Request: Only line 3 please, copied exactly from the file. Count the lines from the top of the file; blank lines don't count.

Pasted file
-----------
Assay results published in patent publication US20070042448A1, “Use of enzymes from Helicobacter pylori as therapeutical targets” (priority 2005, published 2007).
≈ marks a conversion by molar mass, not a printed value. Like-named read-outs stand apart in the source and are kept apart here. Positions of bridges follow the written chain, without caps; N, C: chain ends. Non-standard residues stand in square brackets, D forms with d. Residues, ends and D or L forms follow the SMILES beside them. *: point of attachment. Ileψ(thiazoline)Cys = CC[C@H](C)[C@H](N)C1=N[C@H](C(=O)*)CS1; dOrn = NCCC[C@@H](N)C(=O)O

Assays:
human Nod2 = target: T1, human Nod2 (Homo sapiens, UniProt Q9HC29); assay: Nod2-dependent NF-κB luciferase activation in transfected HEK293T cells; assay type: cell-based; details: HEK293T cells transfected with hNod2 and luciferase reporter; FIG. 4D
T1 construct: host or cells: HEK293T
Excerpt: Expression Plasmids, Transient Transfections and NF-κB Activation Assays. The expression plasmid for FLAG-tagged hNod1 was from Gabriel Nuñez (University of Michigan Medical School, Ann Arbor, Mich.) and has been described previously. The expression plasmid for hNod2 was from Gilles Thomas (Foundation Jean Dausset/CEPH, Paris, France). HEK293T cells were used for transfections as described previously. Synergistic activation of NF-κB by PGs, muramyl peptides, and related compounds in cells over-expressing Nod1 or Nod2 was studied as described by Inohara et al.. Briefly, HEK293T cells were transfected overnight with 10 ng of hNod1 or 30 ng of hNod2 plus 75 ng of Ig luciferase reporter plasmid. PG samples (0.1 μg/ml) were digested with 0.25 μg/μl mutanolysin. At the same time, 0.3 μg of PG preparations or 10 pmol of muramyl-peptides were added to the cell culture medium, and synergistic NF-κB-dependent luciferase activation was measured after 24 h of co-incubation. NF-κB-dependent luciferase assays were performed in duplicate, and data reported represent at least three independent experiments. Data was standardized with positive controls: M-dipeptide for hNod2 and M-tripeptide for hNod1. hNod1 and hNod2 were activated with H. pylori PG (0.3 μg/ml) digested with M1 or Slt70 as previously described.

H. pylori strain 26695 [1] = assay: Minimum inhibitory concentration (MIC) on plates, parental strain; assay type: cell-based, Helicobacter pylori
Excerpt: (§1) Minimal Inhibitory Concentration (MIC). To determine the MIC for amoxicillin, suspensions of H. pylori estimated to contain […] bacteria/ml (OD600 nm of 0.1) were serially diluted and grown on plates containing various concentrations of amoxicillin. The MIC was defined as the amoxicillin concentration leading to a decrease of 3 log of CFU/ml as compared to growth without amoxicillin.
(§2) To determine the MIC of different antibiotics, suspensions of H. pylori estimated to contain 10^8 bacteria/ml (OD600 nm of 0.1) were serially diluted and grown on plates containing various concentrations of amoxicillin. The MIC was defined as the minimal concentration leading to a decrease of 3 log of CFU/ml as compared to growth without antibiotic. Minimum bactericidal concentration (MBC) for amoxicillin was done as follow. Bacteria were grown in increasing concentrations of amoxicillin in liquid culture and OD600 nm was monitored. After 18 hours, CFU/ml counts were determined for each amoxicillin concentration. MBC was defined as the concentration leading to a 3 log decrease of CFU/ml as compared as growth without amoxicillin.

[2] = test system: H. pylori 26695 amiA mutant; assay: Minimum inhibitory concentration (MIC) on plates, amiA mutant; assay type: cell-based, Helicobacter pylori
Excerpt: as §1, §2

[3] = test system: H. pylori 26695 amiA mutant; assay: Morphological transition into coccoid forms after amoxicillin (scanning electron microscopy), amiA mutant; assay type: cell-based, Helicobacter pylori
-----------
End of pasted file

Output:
Assays: